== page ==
16. Iwamoto, T.; Tani, K.; Nakamura, K.; Suzuki, Y.; Kitagawa, M.; Eguchi, M.; Nasu, M. (2000). Monitoring impact of in situ biostimulation treatment on groundwater bacterial community by DGGE. FEMS Microbiol. Ecol., 32 (2), 129-141.         [ Links ]

17. La Duc, M.T.; Kern, R.; Venkateswaran, K. (2004). Microbial monitoring of spacecraft and associated environments. Microb. Ecol., 47 (2), 150-158.         [ Links ]

18. Neilan, B.A. (1995). Identification and phylogenetic analysis of toxigenic cyanobacteria by multiplex randomly amplified polymorphic DNA PCR. Appl. Environ. Microbiol., 61 (6), 2286-2291.         [ Links ]

19. Nicholson, W.L.; Munakata, N.; Horneck, G.; Melosh, H.J.; Setlow, P. (2000). Resistance of Bacillus endospores to extreme terrestrial and extraterrestrial environments. Microbiol. Mol. Biol. Rev., 64 (3), 548-572.         [ Links ]

20. Nieminen, T.; Rintaluoma, N.; Andersson, M.; Taimisto, A.M.; Ali-Vehmas, T.; Seppälä, A.; Priha, O.; Salkinoja-Salonen, M. (2007). Toxinogenic Bacilluspumilus and Bacillus licheniformis from mastitic milk. Vet. Microbiol., 124 (3-4), 329-339.         [ Links ]

21. Obi, S.K. (1980). Lecithinase and toxin production in Bacillus species. Zentralbl.Bakteriol. A., 246(3), 415-422.         [ Links ]

22. Ortigosa, M.; Garay, E.; Pujalte, M-J. (1997). Gram-positive bacteria of marine origin: a numerical taxonomic study on Mediterranean isolates. Microbiologia, 13 (4), 453-462.         [ Links ]

23. Ozkocaman, V.; Ozcelik, T.; Ali, R.; Ozkalemkas, F.; Ozkan, A.; Ozakin, C.; Akalin, H.; Ursavas, A.; Coskun, F.; Ener, B.; Tunali, A. (2006). Bacillus spp. among hospitalized patients with haematological malignancies: clinical features, epidemics and outcomes. J. Hosp. Infect., 64 (2), 169-176.         [ Links ]

24. Peltola, J.; Andersson, M.A.; Haahtela, T.; Mussalo-Rauhamaa, H.; Rainey, F.A.; Kroppenstedt, R.M.; Samson, R.A.; Salkinoja-Salonen, M.S. (2001). Toxic-metabolite-producing bacteria and fungus in an indoor environment. Appl. Environ. Microbiol., 67 (7), 3269-3274.         [ Links ]

25. Priest, F.G. (1993). Systematics and ecology of Bacillus. In: Hoch, J.A.; Losick, R. (eds.). Bacillus subtilis and other Gram-positive bacteria: Biochemistry, physiology and molecular genetics. ASM Press, Washington DC.         [ Links ]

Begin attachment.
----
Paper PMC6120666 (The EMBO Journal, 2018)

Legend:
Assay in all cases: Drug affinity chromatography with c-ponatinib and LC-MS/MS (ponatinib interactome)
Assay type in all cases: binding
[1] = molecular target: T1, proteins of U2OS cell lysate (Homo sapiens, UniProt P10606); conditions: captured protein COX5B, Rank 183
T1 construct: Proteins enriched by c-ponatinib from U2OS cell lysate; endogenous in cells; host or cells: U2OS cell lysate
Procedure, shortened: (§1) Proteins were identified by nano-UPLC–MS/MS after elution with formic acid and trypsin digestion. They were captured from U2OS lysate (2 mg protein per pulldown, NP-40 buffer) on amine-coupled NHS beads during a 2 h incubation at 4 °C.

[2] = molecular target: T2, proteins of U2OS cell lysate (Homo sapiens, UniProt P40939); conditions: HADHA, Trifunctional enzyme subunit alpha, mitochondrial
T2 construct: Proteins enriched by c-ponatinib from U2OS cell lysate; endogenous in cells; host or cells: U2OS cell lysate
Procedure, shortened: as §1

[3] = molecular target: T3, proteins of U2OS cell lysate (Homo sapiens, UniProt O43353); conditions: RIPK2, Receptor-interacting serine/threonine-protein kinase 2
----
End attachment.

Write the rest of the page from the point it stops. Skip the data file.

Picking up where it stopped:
26. Rasko, D.A.; Rosovitz, M.J.; Okstad, O.A.; Fouts, D.E.; Jiang, L.; Cer, R.Z.; Kolsto, A.B.; Gill, S.R.; Ravel, J. (2007). Complete Sequence analysis of novel plasmids from emetic and periodontal Bacillus cereus isolates reveals a common evolutionary history among the B. cereus-group plasmids, including Bacillus anthracis pXO1. J. Bacteriol., 189 (1), 52-64.         [ Links ]

27. Ruger, H.J. (1989). Benthic studies of the northwest African upwelling region psychrophilic bacterial communities from areas with different upwelling intensities. Mar. Ecol. Prog. Ser., 57, 45-52.         [ Links ]

28. Sasser, M. (1990). Identification of bacteria through fatty acid analysis. In: Klement, Z.; Rudolph, K.; Sands, D.C. (eds.). Methods in Phytobacteriology. Akademiai Kiado, Budapest, Hungary.         [ Links ]

29. Smibert, R.M.; Kreig, N.R. (1994). Phenotypci characterization. In: Gerhardt, P.; Murray, R.G.E.; Wood, W.A.; Kreig, N.R. (eds.). Methods for general and molecular bacteriology. ASM Press, Washington DC.         [ Links ]

30. Sneath P.H.A.; Mair N.S.; Sharpe, M.E.; Holt, J. (1986). Bergey's manual of systematic bacteriology, Vol. 2. Williams and Wilkins, Baltimore.         [ Links ]

31. Stead, D.E.; Sellwood, J.E.; Wilson, J.; Viney, I. (1992). Evaluation of a commercial microbial identification system based on fatty acid profiles for rapid, accurate identification of plant pathogenic bacteria. J. Appl. Bacteriol., 72 (4), 315-321.         [ Links ]

32. Suominen, I.; Andersson, M.A.; Andersson, M.C.; Hallaksela, A.M.; Kampfer, P.; Rainey, F.A.; Salkinoja-Salonen, M. (2001). Toxic Bacilluspumilus from indoor air, recycled paper pulp, Norway spruce, food poisoning outbreaks and clinical samples. Syst.Appl. Microbiol., 24 (2), 267-276.         [ Links ]

33. Tena, D.; Martinez-Torres, J.A.; Perez-Pomata, M.T.; Sáez-Nieto, J.A.; Rubio, V.; Bisquert, J. (2007). Cutaneous infection due to Bacillus pumilus: report of 3 cases. Clin. Infect. Dis. 44 (4), 40-42.         [ Links ]

34. Woese, C.R. (1987). Bacterial evolution. Microbiol. Rev., 51(2), 221-271.         [ Links ]

35. Yamamoto, S.; Harayama, S. (1995). PCR amplification and direct sequencing of gyrB genes with universal primers and their application to the detection and taxonomic analysis of Pseudomonas putida strains. Appl. Environ. Microbiol., 61 (3), 1104-1109.         [ Links ]

36. Yokoyama, K.; Ito, M.; Agata, N.; Isobe, M.; Shibayama, K.; Horii, T.; Ohta, M. (1999). Pathological effect of synthetic cereulide, an emetic toxin of Bacillus cereus, is reversible in mice. FEMS Immunol. Med. Microbiol., 24 (1), 115-120.         [ Links ]

 

 

Corresponding Author
Ammini Parvathi
Department of Biological Oceanography, National Institute of Oceanography, Regional Centre
Cochin 682 018, India
Tel.: 91-484-2390814; Fax: 91-484-2390618
E-mail: parubfsc@yahoo.co.in

Submitted: April 4, 2008; Returned to authors for corrections: July 10, 2008; Approved: February 26, 2009